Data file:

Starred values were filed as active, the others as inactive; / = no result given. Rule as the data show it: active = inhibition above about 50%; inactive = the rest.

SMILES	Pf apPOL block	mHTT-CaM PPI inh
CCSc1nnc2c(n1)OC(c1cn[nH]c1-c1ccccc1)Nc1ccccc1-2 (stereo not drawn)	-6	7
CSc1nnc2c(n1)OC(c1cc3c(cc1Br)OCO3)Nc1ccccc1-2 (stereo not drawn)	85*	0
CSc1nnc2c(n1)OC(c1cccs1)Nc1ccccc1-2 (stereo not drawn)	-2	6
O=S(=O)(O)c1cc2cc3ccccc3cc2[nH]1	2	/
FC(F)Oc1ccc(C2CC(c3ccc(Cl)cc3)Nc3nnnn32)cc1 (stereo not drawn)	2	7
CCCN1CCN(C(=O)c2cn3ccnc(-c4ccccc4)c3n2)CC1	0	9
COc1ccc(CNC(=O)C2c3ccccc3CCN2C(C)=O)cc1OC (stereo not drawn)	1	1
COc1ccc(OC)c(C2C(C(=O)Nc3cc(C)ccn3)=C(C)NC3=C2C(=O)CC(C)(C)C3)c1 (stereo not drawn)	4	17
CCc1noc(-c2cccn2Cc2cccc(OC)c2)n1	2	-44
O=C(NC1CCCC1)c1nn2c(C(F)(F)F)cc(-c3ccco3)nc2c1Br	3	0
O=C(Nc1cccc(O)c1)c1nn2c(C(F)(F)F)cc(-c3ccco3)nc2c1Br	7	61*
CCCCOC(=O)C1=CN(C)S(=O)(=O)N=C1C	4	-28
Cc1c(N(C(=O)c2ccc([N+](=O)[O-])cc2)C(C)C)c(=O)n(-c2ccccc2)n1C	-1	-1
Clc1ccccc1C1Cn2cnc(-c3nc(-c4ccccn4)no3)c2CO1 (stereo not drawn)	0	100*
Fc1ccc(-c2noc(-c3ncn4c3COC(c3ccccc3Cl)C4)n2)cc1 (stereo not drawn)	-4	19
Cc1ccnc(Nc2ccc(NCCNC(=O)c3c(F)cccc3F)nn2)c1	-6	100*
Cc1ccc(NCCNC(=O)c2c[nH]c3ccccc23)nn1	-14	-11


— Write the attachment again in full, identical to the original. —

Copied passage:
Starred values were filed as active, the others as inactive; / = no result given. Rule as the data show it: active = inhibition above about 50%; inactive = the rest.

SMILES	Pf apPOL block	mHTT-CaM PPI inh
CCSc1nnc2c(n1)OC(c1cn[nH]c1-c1ccccc1)Nc1ccccc1-2 (stereo not drawn)	-6	7
CSc1nnc2c(n1)OC(c1cc3c(cc1Br)OCO3)Nc1ccccc1-2 (stereo not drawn)	85*	0
CSc1nnc2c(n1)OC(c1cccs1)Nc1ccccc1-2 (stereo not drawn)	-2	6
O=S(=O)(O)c1cc2cc3ccccc3cc2[nH]1	2	/
FC(F)Oc1ccc(C2CC(c3ccc(Cl)cc3)Nc3nnnn32)cc1 (stereo not drawn)	2	7
CCCN1CCN(C(=O)c2cn3ccnc(-c4ccccc4)c3n2)CC1	0	9
COc1ccc(CNC(=O)C2c3ccccc3CCN2C(C)=O)cc1OC (stereo not drawn)	1	1
COc1ccc(OC)c(C2C(C(=O)Nc3cc(C)ccn3)=C(C)NC3=C2C(=O)CC(C)(C)C3)c1 (stereo not drawn)	4	17
CCc1noc(-c2cccn2Cc2cccc(OC)c2)n1	2	-44
O=C(NC1CCCC1)c1nn2c(C(F)(F)F)cc(-c3ccco3)nc2c1Br	3	0
O=C(Nc1cccc(O)c1)c1nn2c(C(F)(F)F)cc(-c3ccco3)nc2c1Br	7	61*
CCCCOC(=O)C1=CN(C)S(=O)(=O)N=C1C	4	-28
Cc1c(N(C(=O)c2ccc([N+](=O)[O-])cc2)C(C)C)c(=O)n(-c2ccccc2)n1C	-1	-1
Clc1ccccc1C1Cn2cnc(-c3nc(-c4ccccn4)no3)c2CO1 (stereo not drawn)	0	100*
Fc1ccc(-c2noc(-c3ncn4c3COC(c3ccccc3Cl)C4)n2)cc1 (stereo not drawn)	-4	19
Cc1ccnc(Nc2ccc(NCCNC(=O)c3c(F)cccc3F)nn2)c1	-6	100*
Cc1ccc(NCCNC(=O)c2c[nH]c3ccccc23)nn1	-14	-11